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saffron

Saffron: What You Need To Know About This Golden Spice

Saffron (Crocus sativus) is an Asian herb, and the world’s most expensive spice, commonly used for culinary purposes.

Saffron spice is made from dried stigmas of the crocus’ flower. This spice has a rich history, having been used by ancient Egyptians and Greeks both as a spice and a medicine.

Traditionally, saffron was used to relieve symptoms of fever, menstrual disorders, epilepsy and problems associated with the digestive system. However, this spice has slowly dominated the kitchen, with countless recipes using it as an essential ingredient.

How to Identify Saffron

Saffron
Saffron (Photo credit: Wikipedia)

Saffron has a rich red-orange color when used in liquids, and it gives dishes and baked items a rich yellow color. This is one of the main reasons why this spice is used for culinary purposes, in addition to its aromatic properties. When buying saffron, here are a few insights into buying the real stuff:

  • If you are on the go and want to buy saffron, you may probably find it powdered. To ascertain that the powder is indeed saffron, take a pinch and stir it in warm water. If the water is instantly colored, the powder is not genuine saffron. The authentic spice should take at least ten minutes to color the water since it takes some time to infuse.
  • Red stigmas mixed with yellow styles.
    Red stigmas and yellow styles. (Photo credit: Wikipedia)

    If you prefer the strands, it is good to learn how to identify high quality saffron. The quality of this golden spice is evident in the color of the stigmas. A high intensity of the color red means that the spice is of high quality, which also translates to a high price. However, to avoid buying dyed counterfeits at exorbitant prices, ascertain that the tips are a lighter red compared to the rest of the strand.

A saffron crocus flower.
(Photo credit: Wikipedia)

To identify fresh saffron, one should know the basic characteristics of the plant. Crocus sativus is in the family of the Iridaceous plants. It grows to about 20 or 30 cm, and bears a maximum of 4 purple flowers per plant. Each flower bears only three bright crimson stigmas, which are connected to the carpel, along with the stalks. The flower emits a characteristic hay-like fragrance, which is hard to miss.

How Can You Get the Best Out of Saffron?

From simple preparation, crush a few strands of saffron and soak them in hot liquid for a minimum of 15 minutes. This allows enough time to infuse and give out maximum color and fragrance. The resulting mixture can be used in small quantities in teas, soups, pastries, confectionary and meals.

It is important to remember that saffron should be taken in minimal amounts. When using saffron as a spice, use only a few strands or a few drops of infused saffron. Too much of the spice makes meals and drinks bitter, and leave a medicine-like after taste.

What Are the Benefits of Using Saffron?

Since this is the most expensive spice, anyone would think twice before making a purchase. However, before you decide not to use it, here is a list of the benefits you will miss out on.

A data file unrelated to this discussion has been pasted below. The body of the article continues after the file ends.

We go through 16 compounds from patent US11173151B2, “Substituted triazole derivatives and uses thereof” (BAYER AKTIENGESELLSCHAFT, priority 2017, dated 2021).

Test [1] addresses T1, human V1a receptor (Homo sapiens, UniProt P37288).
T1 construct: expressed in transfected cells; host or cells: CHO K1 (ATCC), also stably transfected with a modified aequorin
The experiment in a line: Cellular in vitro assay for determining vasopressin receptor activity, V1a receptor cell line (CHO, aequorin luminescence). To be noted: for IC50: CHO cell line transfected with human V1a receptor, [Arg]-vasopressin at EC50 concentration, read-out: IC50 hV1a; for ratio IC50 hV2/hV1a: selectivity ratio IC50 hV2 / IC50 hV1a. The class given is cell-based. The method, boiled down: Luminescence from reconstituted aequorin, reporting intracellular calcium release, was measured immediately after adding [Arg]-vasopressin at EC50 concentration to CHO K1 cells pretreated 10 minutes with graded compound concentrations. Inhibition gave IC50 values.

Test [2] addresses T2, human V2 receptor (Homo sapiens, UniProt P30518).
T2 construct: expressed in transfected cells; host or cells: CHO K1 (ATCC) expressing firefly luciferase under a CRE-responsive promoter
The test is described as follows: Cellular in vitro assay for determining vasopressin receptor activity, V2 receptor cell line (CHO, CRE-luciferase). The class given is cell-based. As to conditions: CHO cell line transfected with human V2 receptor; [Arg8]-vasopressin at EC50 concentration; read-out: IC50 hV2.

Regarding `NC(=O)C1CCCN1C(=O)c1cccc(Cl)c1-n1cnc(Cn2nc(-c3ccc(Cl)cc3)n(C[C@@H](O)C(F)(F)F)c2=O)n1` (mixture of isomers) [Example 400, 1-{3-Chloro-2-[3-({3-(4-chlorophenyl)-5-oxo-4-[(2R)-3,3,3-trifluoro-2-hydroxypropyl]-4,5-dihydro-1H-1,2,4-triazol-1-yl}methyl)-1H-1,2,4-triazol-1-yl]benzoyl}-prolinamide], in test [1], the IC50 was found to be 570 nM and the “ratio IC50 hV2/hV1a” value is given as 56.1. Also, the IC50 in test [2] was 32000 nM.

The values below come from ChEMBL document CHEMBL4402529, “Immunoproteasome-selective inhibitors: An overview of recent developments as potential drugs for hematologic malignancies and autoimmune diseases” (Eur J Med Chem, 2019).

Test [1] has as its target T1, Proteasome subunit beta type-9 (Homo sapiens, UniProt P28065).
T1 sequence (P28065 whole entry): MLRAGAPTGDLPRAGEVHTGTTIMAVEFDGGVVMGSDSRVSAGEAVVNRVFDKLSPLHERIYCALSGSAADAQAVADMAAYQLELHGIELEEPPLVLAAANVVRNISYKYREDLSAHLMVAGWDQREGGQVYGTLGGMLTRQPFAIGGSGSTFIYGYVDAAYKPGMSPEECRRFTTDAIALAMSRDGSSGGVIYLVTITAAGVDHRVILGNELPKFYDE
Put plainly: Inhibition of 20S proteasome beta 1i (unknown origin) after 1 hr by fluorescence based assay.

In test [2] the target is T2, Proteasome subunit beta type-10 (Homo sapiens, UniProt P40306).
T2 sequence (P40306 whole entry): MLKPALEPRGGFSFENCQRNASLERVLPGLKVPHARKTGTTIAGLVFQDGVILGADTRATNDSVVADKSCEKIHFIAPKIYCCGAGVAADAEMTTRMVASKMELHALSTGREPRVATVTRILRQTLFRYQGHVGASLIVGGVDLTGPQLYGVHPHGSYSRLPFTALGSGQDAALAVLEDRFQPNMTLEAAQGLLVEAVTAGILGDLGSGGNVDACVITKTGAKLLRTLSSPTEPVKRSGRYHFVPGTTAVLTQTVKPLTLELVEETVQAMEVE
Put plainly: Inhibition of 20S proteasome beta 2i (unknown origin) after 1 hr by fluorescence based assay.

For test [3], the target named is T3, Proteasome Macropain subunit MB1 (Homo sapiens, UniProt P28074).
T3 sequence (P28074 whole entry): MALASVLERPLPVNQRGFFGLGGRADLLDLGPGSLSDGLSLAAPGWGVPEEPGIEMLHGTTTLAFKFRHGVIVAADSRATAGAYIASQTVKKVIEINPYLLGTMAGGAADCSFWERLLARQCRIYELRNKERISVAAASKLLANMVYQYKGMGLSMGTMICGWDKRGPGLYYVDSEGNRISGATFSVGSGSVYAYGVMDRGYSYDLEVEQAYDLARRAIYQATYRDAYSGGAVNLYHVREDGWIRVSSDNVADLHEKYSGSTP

Saffron was, and still is, used relieve symptoms of troubled digestive system. It is a natural remedy for low appetite, nausea and vomiting, as well as diarrhea. It also offers relief from a bloated stomach and acidity. A few drops of the infused saffron in tea, soup or juice are enough.

The bright red-orange color characteristic of the spice is proof of the presence of carotenoids. This is a chemical that is vital for strong bones and healthy eyes. According to recent studies, this herb has enough of the carotenoids to cure arthritis and prevent blindness in old age. It also offers improved vision to people suffering from cataracts.

This golden spice is a mild antidepressant. This makes it the perfect remedy for mild and moderate depression. This property also helps to relieve sleep disorders such as insomnia. A small pinch of saffron powder taken in milk should suffice.

Traditionally, this spice was used to relieve menstrual conditions and regulate the periods. It can also be used to relieve muscle pains and spasms. This herb also clears any clotting in the uterine system, which can lead to excessive bleeding. Pregnant women are, therefore, advised to take this spice in extremely minimal quantities.

Saffron is an antioxidant. Therefore it is very useful in the prevention of cancer. It also relieves fever and acne, and boosts memory and blood circulation. It is a natural aphrodisiac, effective in both men and women.

Keep in mind that saffron is the most expensive spice, which makes it a perfect target for counterfeiters. When using this herb, ensure that you use the genuine one, not an adulterated version.

Urtica

Fascinating Facts about the Nettle

Urtica dioica, near Bruges, Belgium
Urtica dioica, near Bruges, Belgium (Photo credit: Wikipedia)

Nettle plants (Urtica spp.) have been used for centuries due to their fantastic health benefits, and excellent healing powers, which people have utilized over the years. This fascinating plant is part of the Urticaceae family, which is made up of over 30 different species. Many of these plants and vines have incredible medicinal properties, which can help with a huge array of ailments.

There are specific male and female flowers on these plants, rather than a mix of both, and they are mostly herbaceous plants. Many of the different nettles, which you will find, have stinging hairs on the stem and leaves. These hairs will burn your skin when you touch the plant; however, they do not affect you when eaten.

The most common species of the nettle plant is the stinging nettle (Urtica dioica), which is found in North America, Africa, Asia and Europe. This is also the oldest form of nettle, and the one that is used the most for medicine and healing properties. Many gardeners do not like to have this form of plant in their garden, however, if correctly handled, it can be a huge asset to grow.

The plant will lay dormant throughout the winter months, and return with a flourish in spring. You will find the nettles where there is an abundance of water, as they love moisture such as spring holes and lakes.